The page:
Today we’re talking about Montessori math. In each classroom the range of work is broad and versatile to accommodate different ages, learning styles and abilities. There is so much to unpack in Montessori math that a full discussion would be far too much for a single blog post. So, we’ll pickup on some of the hallmark lessons in future posts, but for this one, we’re going to keep things at the bird’s eye view to focus upon the way in which math fits into the child’s wholistic classroom experience.
Whether language, math or anything else, part of Dr. Montessori’s genius was her ability to so clearly see the intersection between life lessons and academic learning. In our consideration of a child’s development, academics are rarely viewed in isolation. Math is a clear example of this approach, where lessons are often fittingly referred to as “problems.” Their answers are therefore called “solutions.” So before we get into adding or dividing quantities -before the first math lesson, Montessori teachers think children should begin learning to solve their own everyday problems. This ensures that every future math lesson provides a chance to strengthen a life skill as well.
For young children immersed in the minute-to-minute process of growing up, seemingly simple problems may produce big emotions. These emotions are very important -often more so than the problem itself. Disappointment is a common first reaction -especially to an unexpected problem. As partners in our children’s growth, regardless of how we adults may feel in that moment, teaching the child to manage disappointment is usually a better option than avoiding it. This can often be a solution unto itself, but it is a challenging prospect for anyone, not just young children.
In the Montessori classroom, we work with each child so they may learn to accept and recover from disappointment, regardless of its source. Rather than rushing the child to “get over it”, telling them how they feel – “You’re ok.” or ignoring their feelings outright, we encourage them to spend time with the emotion and we offer ideas for how to process the situation. Our response is unique to each child. This allows them to better understand and even anticipate their own emotions for future problems. It also helps them to recognize that, though they may not be able to control how they feel initially, they do have a choice as to how they act on those feelings. Practice in this concept not only leads to better emotional intelligence, but also improves their ability to consider the problem more clearly, which, in-turn, leads to greater success in solving it.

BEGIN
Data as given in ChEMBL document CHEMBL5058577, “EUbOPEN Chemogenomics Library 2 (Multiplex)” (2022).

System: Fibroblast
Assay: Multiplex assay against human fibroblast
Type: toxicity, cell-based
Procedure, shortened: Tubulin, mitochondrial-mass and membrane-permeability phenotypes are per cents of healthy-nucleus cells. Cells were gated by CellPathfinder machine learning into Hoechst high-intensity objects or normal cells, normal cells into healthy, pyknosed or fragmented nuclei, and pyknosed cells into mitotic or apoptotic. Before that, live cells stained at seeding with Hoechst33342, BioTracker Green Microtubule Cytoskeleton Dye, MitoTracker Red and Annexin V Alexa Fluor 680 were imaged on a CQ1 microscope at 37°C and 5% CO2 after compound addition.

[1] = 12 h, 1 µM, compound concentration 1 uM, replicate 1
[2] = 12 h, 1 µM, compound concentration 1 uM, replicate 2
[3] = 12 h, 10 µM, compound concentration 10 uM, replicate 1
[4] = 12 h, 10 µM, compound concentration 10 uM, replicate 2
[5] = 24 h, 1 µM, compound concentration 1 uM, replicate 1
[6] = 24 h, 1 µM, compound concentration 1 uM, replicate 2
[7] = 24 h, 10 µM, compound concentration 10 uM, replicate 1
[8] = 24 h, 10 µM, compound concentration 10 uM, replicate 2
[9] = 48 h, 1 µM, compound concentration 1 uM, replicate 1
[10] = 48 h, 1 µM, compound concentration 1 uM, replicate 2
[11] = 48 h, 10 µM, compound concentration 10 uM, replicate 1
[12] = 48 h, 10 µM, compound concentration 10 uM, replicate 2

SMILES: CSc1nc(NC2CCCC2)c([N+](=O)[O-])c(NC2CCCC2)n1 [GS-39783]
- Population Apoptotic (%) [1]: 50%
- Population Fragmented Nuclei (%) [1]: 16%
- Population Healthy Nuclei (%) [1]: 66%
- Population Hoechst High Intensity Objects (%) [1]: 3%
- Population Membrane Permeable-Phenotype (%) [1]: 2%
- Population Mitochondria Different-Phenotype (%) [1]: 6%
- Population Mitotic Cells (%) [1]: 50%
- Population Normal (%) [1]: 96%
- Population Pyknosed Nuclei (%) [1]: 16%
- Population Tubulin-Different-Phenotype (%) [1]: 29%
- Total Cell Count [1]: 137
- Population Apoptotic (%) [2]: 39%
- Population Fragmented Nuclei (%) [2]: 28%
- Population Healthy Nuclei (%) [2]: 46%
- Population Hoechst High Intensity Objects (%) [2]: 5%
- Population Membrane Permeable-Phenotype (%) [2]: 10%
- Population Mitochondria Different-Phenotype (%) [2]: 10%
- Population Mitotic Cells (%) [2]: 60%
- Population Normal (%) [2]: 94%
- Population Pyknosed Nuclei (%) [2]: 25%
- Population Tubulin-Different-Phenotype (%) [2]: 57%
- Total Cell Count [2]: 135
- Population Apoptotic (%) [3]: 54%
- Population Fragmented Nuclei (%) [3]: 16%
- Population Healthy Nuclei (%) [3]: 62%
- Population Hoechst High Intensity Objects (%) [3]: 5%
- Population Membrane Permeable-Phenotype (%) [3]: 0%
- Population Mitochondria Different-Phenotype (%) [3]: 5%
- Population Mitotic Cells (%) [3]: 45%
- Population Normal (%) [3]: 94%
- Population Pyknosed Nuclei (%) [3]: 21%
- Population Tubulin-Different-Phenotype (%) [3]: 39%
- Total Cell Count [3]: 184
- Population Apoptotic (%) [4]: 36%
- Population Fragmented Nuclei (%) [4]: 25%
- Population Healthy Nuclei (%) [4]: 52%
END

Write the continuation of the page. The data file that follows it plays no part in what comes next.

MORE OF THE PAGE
After that, we look at the details of the problem and the mechanics of solving it. Adult involvement can carry a great deal of influence. So when a problem presents itself, our first response is to assess whether resolving it is within the child’s ability. If so, we must be particularly thoughtful in our support. Once again, this is no time to rush. The child needs time to really dig into the cause and circumstances that lead to the problem, because this is often where we will find clues to its solution. Instead of pointing out what we know, we ask the child questions to help her acknowledge what she knows about the situation. When the child asks us questions, our answers may be simple and brief, or even another question in return. Whatever gives the child the most appropriate level of personal responsibility to feel empowered by the solution he or she chooses.
So, back to math. As a child works through a new lesson independently, he or she may encounter a moment where things did not go as planned. Or the solution may seem impossible. A child who has practiced daily problem solving and learned to recognize the resulting emotions will approach the challenge from a more confident perspective. By contrast, a child who is not prepared to respond to this problem, might seek help before attempting to find the answer independently. When help is not immediately available, the child may simply give up or at least take no further steps forward. Whether in math or in life, this could prove to be very limiting.
Our dual perspective of math continues as we review the child’s work. Here we are able to observe both math skills and problem solving, simultaneously. One may require more attention than the other. This comparison informs how we choose to correct errors or acknowledge success. For example, if we encounter an incorrect mathematical answer from a child who struggles with daily problem solving, we may choose not to correct the result at all. Instead, we would make note of the error for future lessons and focus upon the child’s success in navigating all the way through the problem. On the other hand, a proficient problem solver might be given on-the-spot mathematical guidance to correct the work.
As with all areas of the Montessori classroom, the child’s approach toward mastery relies upon repetition of work. So too does the teacher’s ability to observe progress and individualize support. So the process above recurrs naturally and intentionally throughout the child’s years in the environment. When it is done right, the outcome is a child who not only develops math and problem solving skills, but holds a personal appreciation for the many ways that math integrates into life.